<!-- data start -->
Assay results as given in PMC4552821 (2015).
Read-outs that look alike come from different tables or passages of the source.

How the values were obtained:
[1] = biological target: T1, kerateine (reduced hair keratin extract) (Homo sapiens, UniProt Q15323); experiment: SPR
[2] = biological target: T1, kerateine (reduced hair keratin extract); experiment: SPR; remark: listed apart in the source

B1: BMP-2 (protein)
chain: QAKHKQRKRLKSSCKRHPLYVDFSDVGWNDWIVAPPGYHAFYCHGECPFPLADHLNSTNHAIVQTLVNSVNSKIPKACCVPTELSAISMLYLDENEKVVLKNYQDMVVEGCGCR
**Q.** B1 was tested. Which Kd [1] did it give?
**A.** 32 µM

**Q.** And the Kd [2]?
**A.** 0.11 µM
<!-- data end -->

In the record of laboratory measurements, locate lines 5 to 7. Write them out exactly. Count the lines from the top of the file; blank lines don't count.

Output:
[2] = biological target: T1, kerateine (reduced hair keratin extract); experiment: SPR; remark: listed apart in the source

B1: BMP-2 (protein)
chain: QAKHKQRKRLKSSCKRHPLYVDFSDVGWNDWIVAPPGYHAFYCHGECPFPLADHLNSTNHAIVQTLVNSVNSKIPKACCVPTELSAISMLYLDENEKVVLKNYQDMVVEGCGCR